September 17, 2017
Sungei Merah Tales : The Name of Sin Chu Wang
Today on my 68th birthday I am choosing this topic for my blog post. A part of me is still in Sg. Merah where the history of the Foochows began.
Have a great day and read this special elaboration by How K Wuong. Posting with gratefulness to thinkers like How K Hwong.
Here's a bit of history about the naming of Sungai Merah (as a locality) in Chinese during the early pioneering days, according to some Chinese articles that I've read recently.
It was first called 新厝安 (Mandarin: Xīn cuò ān), Foochow "Sing Cuo Ang", where Sing=new, Cuo=house, Ang=peaceful or safe and sound. This name was in fact a broad transliteration of the name 'Seduan' (see-du-ahn) as in Sungai Seduan, the official name of the "Red River".
The name 新厝安 reflected the aspirations of the pioneers when they started to build a new life from scratch in what must have been an unimaginably challenging environment.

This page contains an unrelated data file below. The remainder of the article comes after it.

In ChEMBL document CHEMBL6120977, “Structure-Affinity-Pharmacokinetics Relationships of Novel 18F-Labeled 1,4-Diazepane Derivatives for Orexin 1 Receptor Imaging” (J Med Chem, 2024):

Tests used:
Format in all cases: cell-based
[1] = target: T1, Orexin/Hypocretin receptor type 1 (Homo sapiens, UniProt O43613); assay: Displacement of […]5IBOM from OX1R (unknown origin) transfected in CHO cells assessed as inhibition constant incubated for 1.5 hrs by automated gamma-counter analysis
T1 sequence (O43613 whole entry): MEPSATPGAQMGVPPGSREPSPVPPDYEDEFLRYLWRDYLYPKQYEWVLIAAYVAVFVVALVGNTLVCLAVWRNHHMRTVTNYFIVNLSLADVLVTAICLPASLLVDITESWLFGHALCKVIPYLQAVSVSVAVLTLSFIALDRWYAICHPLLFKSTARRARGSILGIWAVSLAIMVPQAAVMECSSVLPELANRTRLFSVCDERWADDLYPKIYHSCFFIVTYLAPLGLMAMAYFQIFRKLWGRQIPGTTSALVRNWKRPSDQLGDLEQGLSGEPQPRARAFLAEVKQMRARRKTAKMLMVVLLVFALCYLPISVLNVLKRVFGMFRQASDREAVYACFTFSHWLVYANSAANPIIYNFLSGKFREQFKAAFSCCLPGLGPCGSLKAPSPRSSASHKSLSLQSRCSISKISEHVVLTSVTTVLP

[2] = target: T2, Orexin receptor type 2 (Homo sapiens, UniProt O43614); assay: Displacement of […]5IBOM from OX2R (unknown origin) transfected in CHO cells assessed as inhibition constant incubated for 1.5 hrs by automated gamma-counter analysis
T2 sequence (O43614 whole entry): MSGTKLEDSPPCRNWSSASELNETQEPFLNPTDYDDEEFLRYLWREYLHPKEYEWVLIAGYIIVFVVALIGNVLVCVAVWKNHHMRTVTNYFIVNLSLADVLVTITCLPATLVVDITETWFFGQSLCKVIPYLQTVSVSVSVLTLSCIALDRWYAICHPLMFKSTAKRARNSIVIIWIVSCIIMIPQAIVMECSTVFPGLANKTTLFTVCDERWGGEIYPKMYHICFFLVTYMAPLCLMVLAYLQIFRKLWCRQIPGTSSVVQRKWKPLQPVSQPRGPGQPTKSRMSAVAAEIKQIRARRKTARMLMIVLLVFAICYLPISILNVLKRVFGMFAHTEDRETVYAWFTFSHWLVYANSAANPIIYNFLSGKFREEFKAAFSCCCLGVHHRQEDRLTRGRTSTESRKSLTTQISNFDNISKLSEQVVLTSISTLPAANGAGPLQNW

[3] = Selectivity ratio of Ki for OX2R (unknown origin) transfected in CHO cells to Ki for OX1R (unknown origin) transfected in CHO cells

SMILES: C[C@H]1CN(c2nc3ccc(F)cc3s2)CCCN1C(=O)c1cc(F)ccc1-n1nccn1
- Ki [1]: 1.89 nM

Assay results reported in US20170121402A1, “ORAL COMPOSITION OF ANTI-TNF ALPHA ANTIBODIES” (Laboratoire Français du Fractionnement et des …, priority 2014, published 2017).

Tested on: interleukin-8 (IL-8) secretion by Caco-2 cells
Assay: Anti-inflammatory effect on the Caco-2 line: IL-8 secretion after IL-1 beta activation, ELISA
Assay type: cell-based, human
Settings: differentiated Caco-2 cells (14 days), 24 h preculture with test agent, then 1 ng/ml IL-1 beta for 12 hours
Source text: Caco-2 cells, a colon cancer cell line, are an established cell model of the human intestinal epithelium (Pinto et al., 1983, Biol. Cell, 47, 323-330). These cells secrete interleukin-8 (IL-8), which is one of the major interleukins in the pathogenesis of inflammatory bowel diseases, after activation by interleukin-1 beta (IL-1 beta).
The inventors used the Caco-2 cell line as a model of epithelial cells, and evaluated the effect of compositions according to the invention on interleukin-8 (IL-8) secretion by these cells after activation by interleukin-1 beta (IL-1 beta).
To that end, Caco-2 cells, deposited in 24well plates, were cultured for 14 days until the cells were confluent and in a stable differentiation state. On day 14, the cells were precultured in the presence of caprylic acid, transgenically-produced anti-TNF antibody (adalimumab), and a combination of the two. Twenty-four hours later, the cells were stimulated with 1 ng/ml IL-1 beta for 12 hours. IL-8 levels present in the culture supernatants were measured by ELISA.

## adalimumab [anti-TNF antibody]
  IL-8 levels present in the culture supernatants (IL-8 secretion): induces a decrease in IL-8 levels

Later, owing to the need for a designated burial ground, approval was sought from the authority and a piece of vacant land nearby was allocated as 義山 or 墓山, cemetary (muo-lang). Because the land was provided on a 'lease' (rent 租) basis, the surrounding area became known as 新租山 (New Rented Hill), Xīn Zū Shān. In Foochow, it would have been called "Sing Zu Sang" (Sing-ʒu-lang).
The name later evolved to become the present day 新珠山 (Xīn Zhū Shān), "Sing Zuo Sang" in Foochow, or "Sing-ʒuo-lang".
But, there was a time when the name 新珠安 (Xīn Zhū ān), "Sing Zuo Ang" in Foochow, also appeared. Apparently, it was said at the time that the word "山" (sang) in 新珠山 alluded to 義山 (cemetary, muo-lang), which had an inauspicious connotation. And the word "安" (ang), meaning peaceful or safe and sound, was thought to be a better alternative.
As we now know, the name 新珠山 "Sing Zuo Sang" somehow prevailed and became the official name. Perhaps it was due to that period of time when the two names co-existed that Sungai Merah township became known to the Foochow in Sibu as "Sing-ʒu-ang", although now often heard as "Sing-ʒu-uang" or even "Sing-ʒiu-uang".
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